of Booker T. Washington, by Robert J. Norrell (Harvard/Belknap)
- Yogi Berra: Eternal
Yankee, by Allen Barra (Norton)
In the three months since TBC inaugurated this new feature of
posting photographs of our work spaces, it has become the most popular item in
This month we are featuring the office of
Stephen H. Grant,
author of Peter Strickland: New London Shipmaster, Boston Merchant, First
Consul to Senegal. He is currently at work on a biography of Henry
and Emily Folger, founders of the Folger Shakespeare Library.
Be sure to visit TBC's Room of Our Own Web page for other photographs.
Send your photos to us.
Amanuensis: A person
whose employment is to write what another dictates, or to copy what another has
written. Source: Webster's Revised Unabridged Dictionary
What does it feel like to invite an extremely distinguished,
highly strung stranger into your home, into your head, for a few years? Would
anyone in their right mind do it? Biographers do. But what happens to the rest
of your life when a troubled genius lurks, waiting in the study in the morning
and ambushing dreams at night? [Read more]
--Susie Boyt, Financial
I can think of only two really good
reasons to read biographies. One is to learn interesting things about history
and the world, which for many guys really means becoming the indisputable
master of some narrow field of knowledge. (Did you know it is possible to
construct a busy reading life without ever straying from books about Abraham
Lincoln?) The other good reason is to get the dirt. Reading about heroes can
only take you so far. I'd rather read about people who are at least as
despicable as me, or worse than I will ever dare to be.[Read more]
--David Wright, Booklist
Tips Corner: A Boon for Those Doing Military Research
A few years ago the
U.S. Army's Center of Military History launched a Web catalog of its
publications. Recently the catalog has been revamped to make it comprehensive.
It now lists more than six hundred publications, stretching back to the
Other improvements include increased search capabilities and links that expand the contents.
Bill Olbrich, a government information specialist at the St. Louis Public Library, says "The
USACMH books are high-quality, well-written materials." Most of the titles
can be found in larger federal depository libraries, which include most
academic institutions with at least 10,000 students and most public libraries
with city populations of 300,000 or more.
"The center's staff is unusually
helpful to the clueless researcher," writes Olbrich in a Web posting. He adds, "No, they
did not bribe me to write this recommendation."
From the Editor's Desk
I recently told my walking companion--we're both working on
swimsuit figures--that my book's launch had been moved up a month. "You mean
preponed?" he said. Seeing that I was startled by his unusual choice of words,
my erudite colleague, a retired nuclear physicist, explained that "prepone" (as
an antonym to "postpone") was a word he heard many years ago when he went on a
lecture tour to India.
Being the doubtful and skeptical
researcher, I checked. Not only has it been used for more than fifty years in
India, it is now gaining favor in the medical profession, especially in Canada.
Amazing what one can learn from a
scientist. I'm thinking of a new marketing line for books and movies: "Preponed
by popular demand!"
This issue is certainly not
preponed. We endeavor to get it by the first of each month. Travel, sickness,
and cataract surgery made us run late this month.
Also, there is no calendar this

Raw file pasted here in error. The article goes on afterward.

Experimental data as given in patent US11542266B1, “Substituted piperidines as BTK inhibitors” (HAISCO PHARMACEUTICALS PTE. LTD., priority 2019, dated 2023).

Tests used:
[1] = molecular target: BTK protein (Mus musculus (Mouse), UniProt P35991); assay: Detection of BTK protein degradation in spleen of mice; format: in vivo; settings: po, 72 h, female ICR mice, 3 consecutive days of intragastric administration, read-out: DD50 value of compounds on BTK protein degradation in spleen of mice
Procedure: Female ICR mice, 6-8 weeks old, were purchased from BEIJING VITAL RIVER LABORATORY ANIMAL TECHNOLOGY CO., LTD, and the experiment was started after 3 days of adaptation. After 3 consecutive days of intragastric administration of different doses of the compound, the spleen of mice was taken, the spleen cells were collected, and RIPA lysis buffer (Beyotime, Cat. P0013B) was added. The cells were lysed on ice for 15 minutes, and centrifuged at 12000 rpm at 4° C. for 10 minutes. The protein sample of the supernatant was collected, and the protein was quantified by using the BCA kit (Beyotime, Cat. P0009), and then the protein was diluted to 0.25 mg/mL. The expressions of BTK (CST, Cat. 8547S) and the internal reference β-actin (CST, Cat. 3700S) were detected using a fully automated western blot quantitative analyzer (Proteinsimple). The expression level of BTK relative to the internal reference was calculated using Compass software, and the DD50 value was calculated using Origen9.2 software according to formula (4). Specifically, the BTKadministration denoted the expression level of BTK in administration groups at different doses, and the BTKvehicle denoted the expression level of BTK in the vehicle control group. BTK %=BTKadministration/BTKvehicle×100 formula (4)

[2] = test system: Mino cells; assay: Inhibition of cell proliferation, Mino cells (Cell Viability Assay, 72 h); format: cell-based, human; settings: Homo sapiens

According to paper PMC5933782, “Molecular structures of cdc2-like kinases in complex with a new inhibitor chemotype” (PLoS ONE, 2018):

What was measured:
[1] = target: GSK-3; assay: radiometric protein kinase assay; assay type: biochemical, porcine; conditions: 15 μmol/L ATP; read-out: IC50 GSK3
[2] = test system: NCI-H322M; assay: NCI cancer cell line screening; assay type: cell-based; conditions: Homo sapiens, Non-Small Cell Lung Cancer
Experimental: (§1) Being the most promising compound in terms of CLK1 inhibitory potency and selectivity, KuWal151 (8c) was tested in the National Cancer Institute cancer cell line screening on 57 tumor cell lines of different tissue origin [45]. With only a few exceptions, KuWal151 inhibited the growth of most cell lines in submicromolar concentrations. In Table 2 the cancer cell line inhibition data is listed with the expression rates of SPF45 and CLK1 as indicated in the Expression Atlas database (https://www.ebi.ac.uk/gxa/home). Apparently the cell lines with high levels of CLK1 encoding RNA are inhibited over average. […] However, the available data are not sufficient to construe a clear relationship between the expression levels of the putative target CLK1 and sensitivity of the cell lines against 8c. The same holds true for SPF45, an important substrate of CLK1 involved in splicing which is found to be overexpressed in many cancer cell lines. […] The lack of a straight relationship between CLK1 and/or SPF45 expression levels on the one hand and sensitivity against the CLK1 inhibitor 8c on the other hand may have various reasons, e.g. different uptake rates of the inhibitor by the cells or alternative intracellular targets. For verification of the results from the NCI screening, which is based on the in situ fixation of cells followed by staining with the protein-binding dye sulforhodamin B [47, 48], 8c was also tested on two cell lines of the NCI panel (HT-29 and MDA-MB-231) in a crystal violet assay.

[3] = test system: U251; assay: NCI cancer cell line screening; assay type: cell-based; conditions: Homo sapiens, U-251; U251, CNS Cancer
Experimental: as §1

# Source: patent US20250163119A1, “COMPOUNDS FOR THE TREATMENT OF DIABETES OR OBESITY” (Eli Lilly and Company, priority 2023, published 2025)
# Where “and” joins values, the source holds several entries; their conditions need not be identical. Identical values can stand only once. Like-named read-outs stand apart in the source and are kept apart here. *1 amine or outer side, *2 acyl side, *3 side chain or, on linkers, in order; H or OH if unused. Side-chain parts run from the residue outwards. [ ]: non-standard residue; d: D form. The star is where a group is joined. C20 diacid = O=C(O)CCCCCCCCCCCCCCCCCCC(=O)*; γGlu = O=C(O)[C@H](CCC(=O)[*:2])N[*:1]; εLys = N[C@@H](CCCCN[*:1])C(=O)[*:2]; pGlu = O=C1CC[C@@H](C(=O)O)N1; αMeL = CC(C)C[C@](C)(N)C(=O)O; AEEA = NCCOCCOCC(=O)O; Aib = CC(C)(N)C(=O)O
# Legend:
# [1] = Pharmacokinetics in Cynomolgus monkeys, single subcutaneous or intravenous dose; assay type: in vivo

month and the lack of events may cause us to pull the August calendar. But be
sure to send in a listing of your events for the fall so that our readers don't
miss out on learning about them.
Not a biography but bound to be of
interest to biographers is Trudy Balch's translation of a bestselling
Spanish-language autobiography of Gaby Brimmer, a Jewish-Mexican writer and
disability activitist. Published by Brandeis University Press/University Press
of New England, Gaby Brimmer: An
Autobiography in Three Voices is told by means of a three-way conversation
between Brimmer, her mother, and her caregiver. Elena Poniatowska, known for
works based on interviews and oral histories, provides an introduction.
James McGrath Morris
P.S. Don't forget to submit a photo of your workplace for our Room of Our Own Web page.
Link Yourself to Other Biographers, Editors, Agents, and Readers.
Make sure your Web page is listed in the TBC Directory of Biographers
Sold to Publishers
The following are among the biographies recently sold to publishers, as reported by Publishers Marketplace and other sources.
Shearer, Beautiful: The Life of Hedy Lamarr, to
Thomas Dunne Books
Harlow Giles Unger,
to Da Capo
Bill Minutaglio and W.
Michael Smith, She Said That: The Life and Times of Molly Ivins, An American
Original, to Public Affairs
The following are biographies in stores this month. In cooperation with Publishers Weekly, many titles are accompanied by a link to the PW review.
The Life and Times of an American Legend
by Larry Tye
Brown's War Against Slavery
by Robert E. McGlone
(Cambridge University Press)
William Henry Seward and the
Secession Crisis: The Effort to Prevent Civil War
by Lawrence M. Denton
Supremes: A Saga of Motown Dreams, Success, and Betrayal
by Mark Ribowsky
Certainty Attached: Steve Kilbey and the Church: A Biography
by Robert Dean Lurie
Bob Zuppke: The Life and
Football Legacy of the Illinois Coach
by Maynard Brichford
Last of His Kind: The Life and Adventures of Bradford Washburn, America's
by David Roberts
Life of Mary Queen of Scots: An Accidental Tragedy
by Roderick Graham
The United States Army in the
War of 1812: Concise Biographies of Commanders and Operational Histories of
Regiments, with Bibliographies of Published and Primary Sources
by John C.
Woman and the Sea: How Trudy Ederle Conquered the English Channel and Inspired
James McGrath Morris,
P.O. Box 660
Tesuque, NM 87574
Photo of James McGrath Morris
by Michael Mudd